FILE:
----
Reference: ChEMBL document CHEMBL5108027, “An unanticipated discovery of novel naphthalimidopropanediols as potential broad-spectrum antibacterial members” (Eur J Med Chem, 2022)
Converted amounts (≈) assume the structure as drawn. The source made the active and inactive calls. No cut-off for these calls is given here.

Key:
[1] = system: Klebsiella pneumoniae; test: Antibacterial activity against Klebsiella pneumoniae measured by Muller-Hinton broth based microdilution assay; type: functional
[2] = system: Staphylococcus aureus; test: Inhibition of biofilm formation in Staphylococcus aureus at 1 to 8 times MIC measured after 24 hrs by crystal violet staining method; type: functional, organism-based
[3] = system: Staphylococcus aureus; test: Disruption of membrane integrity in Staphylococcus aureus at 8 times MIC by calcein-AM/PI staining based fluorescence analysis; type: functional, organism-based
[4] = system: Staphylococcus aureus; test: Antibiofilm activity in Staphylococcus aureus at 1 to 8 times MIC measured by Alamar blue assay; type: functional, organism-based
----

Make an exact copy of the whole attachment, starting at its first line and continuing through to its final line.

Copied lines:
Reference: ChEMBL document CHEMBL5108027, “An unanticipated discovery of novel naphthalimidopropanediols as potential broad-spectrum antibacterial members” (Eur J Med Chem, 2022)
Converted amounts (≈) assume the structure as drawn. The source made the active and inactive calls. No cut-off for these calls is given here.

Key:
[1] = system: Klebsiella pneumoniae; test: Antibacterial activity against Klebsiella pneumoniae measured by Muller-Hinton broth based microdilution assay; type: functional
[2] = system: Staphylococcus aureus; test: Inhibition of biofilm formation in Staphylococcus aureus at 1 to 8 times MIC measured after 24 hrs by crystal violet staining method; type: functional, organism-based
[3] = system: Staphylococcus aureus; test: Disruption of membrane integrity in Staphylococcus aureus at 8 times MIC by calcein-AM/PI staining based fluorescence analysis; type: functional, organism-based
[4] = system: Staphylococcus aureus; test: Antibiofilm activity in Staphylococcus aureus at 1 to 8 times MIC measured by Alamar blue assay; type: functional, organism-based